Excellent article. Advice like this is much needed for those of us who started in this fascinating world of software development. You have given me a great motivation, thank you!

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Stefanni Brasil Author

Thanks, Wilmar for commenting here! I am really glad that I could help somehow. Always find ways to motivate yourself, cheers!

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Jason Gabler

And coding isn't something done in a vacuum. It always has a purpose. That purpose is driven by need. And, ultimately, that need belongs to one or more people. Whether your software is an executable to be downloaded, a service provided or a library shared, you must understand the people behind the need behind the purpose. Even the lowest rung developer who's handed a set of inputs and outputs by the senior dev, she or he ought to be aware of the larger picture so every line of code can have useful meaning. Otherwise, it is out of place, wasting time and money, and what is the point?

So what's my point? Most developers do not enter school, let alone the profession, realizing they need to be adept at understanding other people's needs. Yet, I'm always thinking about my customers' needs. Does this fit their requirements, their budget, the things they aren't aware of but because of my experience I am?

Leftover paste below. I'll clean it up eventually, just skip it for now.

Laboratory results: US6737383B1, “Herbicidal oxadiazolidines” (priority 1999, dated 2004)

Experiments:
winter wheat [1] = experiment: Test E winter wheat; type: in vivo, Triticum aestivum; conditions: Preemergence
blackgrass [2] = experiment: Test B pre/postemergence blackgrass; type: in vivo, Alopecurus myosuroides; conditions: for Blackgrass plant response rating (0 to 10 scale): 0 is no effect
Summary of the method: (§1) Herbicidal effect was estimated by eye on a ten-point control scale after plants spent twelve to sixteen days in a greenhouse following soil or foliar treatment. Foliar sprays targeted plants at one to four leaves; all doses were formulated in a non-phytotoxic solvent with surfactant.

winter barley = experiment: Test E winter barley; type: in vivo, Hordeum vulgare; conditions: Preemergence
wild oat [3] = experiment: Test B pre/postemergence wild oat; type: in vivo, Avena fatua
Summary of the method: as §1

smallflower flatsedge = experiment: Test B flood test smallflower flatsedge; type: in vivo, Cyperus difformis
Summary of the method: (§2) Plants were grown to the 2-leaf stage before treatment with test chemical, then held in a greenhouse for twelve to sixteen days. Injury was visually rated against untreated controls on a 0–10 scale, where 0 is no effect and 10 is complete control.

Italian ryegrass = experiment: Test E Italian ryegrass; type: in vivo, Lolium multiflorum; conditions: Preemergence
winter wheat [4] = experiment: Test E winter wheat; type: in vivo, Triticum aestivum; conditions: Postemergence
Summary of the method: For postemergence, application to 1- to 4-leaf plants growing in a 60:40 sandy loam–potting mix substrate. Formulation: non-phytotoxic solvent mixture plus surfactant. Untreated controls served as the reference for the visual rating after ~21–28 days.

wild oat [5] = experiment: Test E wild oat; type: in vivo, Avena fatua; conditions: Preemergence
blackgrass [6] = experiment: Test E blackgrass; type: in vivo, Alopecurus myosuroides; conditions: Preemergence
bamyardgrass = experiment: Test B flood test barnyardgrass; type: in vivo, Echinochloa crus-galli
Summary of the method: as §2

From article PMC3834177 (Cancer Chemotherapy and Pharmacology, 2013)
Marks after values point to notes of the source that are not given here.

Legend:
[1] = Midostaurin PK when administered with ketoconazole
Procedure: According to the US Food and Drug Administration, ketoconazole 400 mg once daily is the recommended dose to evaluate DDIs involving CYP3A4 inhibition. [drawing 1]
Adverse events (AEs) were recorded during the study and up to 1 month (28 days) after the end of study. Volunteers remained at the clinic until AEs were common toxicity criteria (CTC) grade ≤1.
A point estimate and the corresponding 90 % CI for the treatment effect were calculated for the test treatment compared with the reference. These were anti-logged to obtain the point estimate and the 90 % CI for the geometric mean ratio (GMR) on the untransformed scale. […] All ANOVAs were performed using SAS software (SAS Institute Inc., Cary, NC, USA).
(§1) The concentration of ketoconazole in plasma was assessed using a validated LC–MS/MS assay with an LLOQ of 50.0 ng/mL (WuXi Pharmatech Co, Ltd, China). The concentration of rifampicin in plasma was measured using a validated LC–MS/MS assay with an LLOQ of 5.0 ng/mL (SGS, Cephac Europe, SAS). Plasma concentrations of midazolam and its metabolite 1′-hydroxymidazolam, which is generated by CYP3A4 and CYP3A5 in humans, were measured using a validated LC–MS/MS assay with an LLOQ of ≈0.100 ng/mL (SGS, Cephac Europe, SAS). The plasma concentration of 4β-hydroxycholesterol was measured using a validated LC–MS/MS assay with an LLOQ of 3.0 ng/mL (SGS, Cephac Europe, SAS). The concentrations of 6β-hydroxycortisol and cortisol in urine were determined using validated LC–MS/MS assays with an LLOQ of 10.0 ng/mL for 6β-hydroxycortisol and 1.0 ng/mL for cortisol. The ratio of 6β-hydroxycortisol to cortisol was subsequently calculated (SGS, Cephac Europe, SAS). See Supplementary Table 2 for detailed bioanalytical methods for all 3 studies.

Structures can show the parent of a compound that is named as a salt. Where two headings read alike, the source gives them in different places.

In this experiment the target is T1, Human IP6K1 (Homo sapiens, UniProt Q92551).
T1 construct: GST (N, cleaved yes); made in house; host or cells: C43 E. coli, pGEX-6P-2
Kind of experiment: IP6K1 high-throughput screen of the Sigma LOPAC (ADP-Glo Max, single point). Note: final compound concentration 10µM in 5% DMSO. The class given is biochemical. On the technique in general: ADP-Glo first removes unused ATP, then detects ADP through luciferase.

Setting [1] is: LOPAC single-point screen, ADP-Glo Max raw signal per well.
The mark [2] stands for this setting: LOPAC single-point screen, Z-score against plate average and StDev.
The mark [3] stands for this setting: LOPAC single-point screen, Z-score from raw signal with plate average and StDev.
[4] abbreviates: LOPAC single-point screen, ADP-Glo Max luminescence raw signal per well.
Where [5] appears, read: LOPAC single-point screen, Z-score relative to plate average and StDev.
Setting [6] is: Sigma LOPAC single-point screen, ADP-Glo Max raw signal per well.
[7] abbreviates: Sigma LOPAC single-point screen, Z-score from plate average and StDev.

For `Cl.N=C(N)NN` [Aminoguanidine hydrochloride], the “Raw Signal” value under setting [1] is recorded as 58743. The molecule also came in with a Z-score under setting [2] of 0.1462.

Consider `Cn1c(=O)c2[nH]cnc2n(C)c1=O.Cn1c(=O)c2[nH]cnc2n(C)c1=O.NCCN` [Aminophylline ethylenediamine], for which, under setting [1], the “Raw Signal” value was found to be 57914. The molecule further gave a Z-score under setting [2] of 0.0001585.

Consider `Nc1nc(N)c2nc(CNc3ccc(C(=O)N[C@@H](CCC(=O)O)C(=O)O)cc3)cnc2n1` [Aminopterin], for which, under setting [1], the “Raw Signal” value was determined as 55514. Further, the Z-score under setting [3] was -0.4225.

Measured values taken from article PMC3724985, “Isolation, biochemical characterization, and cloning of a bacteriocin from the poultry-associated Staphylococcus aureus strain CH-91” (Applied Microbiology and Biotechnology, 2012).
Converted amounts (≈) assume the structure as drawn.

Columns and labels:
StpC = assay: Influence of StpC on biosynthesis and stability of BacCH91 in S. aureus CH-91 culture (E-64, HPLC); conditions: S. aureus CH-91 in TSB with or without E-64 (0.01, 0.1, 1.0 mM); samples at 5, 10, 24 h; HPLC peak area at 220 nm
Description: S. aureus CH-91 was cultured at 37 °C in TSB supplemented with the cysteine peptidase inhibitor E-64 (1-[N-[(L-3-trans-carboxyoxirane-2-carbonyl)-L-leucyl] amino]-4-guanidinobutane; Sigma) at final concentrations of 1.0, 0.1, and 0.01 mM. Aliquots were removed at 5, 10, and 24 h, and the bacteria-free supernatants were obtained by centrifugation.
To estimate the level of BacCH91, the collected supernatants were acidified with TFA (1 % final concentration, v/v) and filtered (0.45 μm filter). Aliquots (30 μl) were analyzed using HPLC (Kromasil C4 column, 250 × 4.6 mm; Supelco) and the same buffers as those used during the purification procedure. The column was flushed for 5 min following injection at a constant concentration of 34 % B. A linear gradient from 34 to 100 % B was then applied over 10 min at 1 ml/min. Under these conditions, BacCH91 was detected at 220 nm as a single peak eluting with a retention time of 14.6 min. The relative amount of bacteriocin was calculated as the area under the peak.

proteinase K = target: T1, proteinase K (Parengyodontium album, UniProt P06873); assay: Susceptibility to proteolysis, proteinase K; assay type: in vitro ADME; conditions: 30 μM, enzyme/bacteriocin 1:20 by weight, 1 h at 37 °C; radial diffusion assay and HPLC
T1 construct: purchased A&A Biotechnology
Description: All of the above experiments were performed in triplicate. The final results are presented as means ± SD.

I wasn't taught this at my alma mater. It's not something, I believe, we can learn on our own. I absolutely had to learn this on the fly. I've had some very patient friends and mentors along the way. Even if you're not the tech lead who's involved in the discovery processes, be prepared to think like a customer. The better you are at this seemingly non-technical skill, the better developer you will be.

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Lucas Dirani

Gostei bastante do texto, mas ele me fez pensar mais ainda sobre uma questão. Ultimamente venho pensando se realmente essa área é pra mim. Eu tenho a curiosidade de aprender, mas a exigência de conciliar isso com a faculdade é meio complicado. São diversas disciplinas e sempre sinto que não estou aprendendo o suficiente. Acabo quase sempre me perdendo e não sabendo como, e até mesmo por onde estudar da melhor forma. Eu começo a praticar um tema, porém no meio do caminho fico com a sensação que não estou indo a lugar algum. Estou há basicamente um ano e meio estudando, e sempre a troca de linguagens de programação durante os semestres da faculdade me faz ficar desorientado. Tenho vontade de focar somente em uma linguagem, mas não há como fazer isso. Enfim, são tantos problemas que justamente me colocam nessa confusão.

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Nelson

você escreve bem em português, mas a língua original do artigo é o inglês. Porque não escreveu em inglês?

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Lucas Dirani

Eu notei que a autora é brasileira, logo achei mais fácil me comunicar em português mesmo. De qualquer forma, valeu pelo elogio.